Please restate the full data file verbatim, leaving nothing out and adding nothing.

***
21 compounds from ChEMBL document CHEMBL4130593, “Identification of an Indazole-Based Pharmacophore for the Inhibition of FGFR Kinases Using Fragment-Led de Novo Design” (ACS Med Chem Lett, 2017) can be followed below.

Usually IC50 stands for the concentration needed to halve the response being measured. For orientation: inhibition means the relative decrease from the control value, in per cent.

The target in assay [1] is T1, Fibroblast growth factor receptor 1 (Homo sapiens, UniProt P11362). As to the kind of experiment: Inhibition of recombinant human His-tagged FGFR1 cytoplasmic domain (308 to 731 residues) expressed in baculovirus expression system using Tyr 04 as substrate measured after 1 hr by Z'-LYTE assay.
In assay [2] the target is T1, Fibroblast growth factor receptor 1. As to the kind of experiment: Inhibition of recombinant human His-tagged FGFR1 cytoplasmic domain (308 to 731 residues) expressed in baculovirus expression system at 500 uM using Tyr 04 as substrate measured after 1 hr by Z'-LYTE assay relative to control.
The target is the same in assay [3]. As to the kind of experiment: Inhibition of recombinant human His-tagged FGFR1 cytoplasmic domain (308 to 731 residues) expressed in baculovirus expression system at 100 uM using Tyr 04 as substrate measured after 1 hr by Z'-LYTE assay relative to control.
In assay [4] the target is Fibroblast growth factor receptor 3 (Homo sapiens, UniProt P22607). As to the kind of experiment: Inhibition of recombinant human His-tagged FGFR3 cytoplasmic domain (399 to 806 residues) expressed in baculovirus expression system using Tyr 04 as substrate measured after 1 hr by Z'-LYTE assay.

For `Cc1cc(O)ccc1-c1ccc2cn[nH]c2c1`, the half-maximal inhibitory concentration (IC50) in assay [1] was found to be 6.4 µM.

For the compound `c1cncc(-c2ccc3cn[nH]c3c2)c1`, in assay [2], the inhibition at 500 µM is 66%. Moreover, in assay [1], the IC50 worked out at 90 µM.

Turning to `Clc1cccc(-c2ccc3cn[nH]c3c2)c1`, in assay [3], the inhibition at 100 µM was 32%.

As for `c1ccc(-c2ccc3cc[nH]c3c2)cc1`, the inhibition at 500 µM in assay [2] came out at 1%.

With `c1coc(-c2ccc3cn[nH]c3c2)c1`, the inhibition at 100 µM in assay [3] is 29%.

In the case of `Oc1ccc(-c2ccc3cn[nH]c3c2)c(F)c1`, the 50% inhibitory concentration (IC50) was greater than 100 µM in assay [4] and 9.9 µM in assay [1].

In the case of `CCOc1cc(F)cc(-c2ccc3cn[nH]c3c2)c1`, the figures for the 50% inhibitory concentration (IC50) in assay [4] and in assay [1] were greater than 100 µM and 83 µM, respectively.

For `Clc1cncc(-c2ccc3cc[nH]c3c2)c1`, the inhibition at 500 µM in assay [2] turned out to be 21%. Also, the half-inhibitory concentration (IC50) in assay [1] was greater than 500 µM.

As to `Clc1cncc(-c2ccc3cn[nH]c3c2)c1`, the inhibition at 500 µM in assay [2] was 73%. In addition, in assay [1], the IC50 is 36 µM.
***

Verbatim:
21 compounds from ChEMBL document CHEMBL4130593, “Identification of an Indazole-Based Pharmacophore for the Inhibition of FGFR Kinases Using Fragment-Led de Novo Design” (ACS Med Chem Lett, 2017) can be followed below.

Usually IC50 stands for the concentration needed to halve the response being measured. For orientation: inhibition means the relative decrease from the control value, in per cent.

The target in assay [1] is T1, Fibroblast growth factor receptor 1 (Homo sapiens, UniProt P11362). As to the kind of experiment: Inhibition of recombinant human His-tagged FGFR1 cytoplasmic domain (308 to 731 residues) expressed in baculovirus expression system using Tyr 04 as substrate measured after 1 hr by Z'-LYTE assay.
In assay [2] the target is T1, Fibroblast growth factor receptor 1. As to the kind of experiment: Inhibition of recombinant human His-tagged FGFR1 cytoplasmic domain (308 to 731 residues) expressed in baculovirus expression system at 500 uM using Tyr 04 as substrate measured after 1 hr by Z'-LYTE assay relative to control.
The target is the same in assay [3]. As to the kind of experiment: Inhibition of recombinant human His-tagged FGFR1 cytoplasmic domain (308 to 731 residues) expressed in baculovirus expression system at 100 uM using Tyr 04 as substrate measured after 1 hr by Z'-LYTE assay relative to control.
In assay [4] the target is Fibroblast growth factor receptor 3 (Homo sapiens, UniProt P22607). As to the kind of experiment: Inhibition of recombinant human His-tagged FGFR3 cytoplasmic domain (399 to 806 residues) expressed in baculovirus expression system using Tyr 04 as substrate measured after 1 hr by Z'-LYTE assay.

For `Cc1cc(O)ccc1-c1ccc2cn[nH]c2c1`, the half-maximal inhibitory concentration (IC50) in assay [1] was found to be 6.4 µM.

For the compound `c1cncc(-c2ccc3cn[nH]c3c2)c1`, in assay [2], the inhibition at 500 µM is 66%. Moreover, in assay [1], the IC50 worked out at 90 µM.

Turning to `Clc1cccc(-c2ccc3cn[nH]c3c2)c1`, in assay [3], the inhibition at 100 µM was 32%.

As for `c1ccc(-c2ccc3cc[nH]c3c2)cc1`, the inhibition at 500 µM in assay [2] came out at 1%.

With `c1coc(-c2ccc3cn[nH]c3c2)c1`, the inhibition at 100 µM in assay [3] is 29%.

In the case of `Oc1ccc(-c2ccc3cn[nH]c3c2)c(F)c1`, the 50% inhibitory concentration (IC50) was greater than 100 µM in assay [4] and 9.9 µM in assay [1].

In the case of `CCOc1cc(F)cc(-c2ccc3cn[nH]c3c2)c1`, the figures for the 50% inhibitory concentration (IC50) in assay [4] and in assay [1] were greater than 100 µM and 83 µM, respectively.

For `Clc1cncc(-c2ccc3cc[nH]c3c2)c1`, the inhibition at 500 µM in assay [2] turned out to be 21%. Also, the half-inhibitory concentration (IC50) in assay [1] was greater than 500 µM.

As to `Clc1cncc(-c2ccc3cn[nH]c3c2)c1`, the inhibition at 500 µM in assay [2] was 73%. In addition, in assay [1], the IC50 is 36 µM.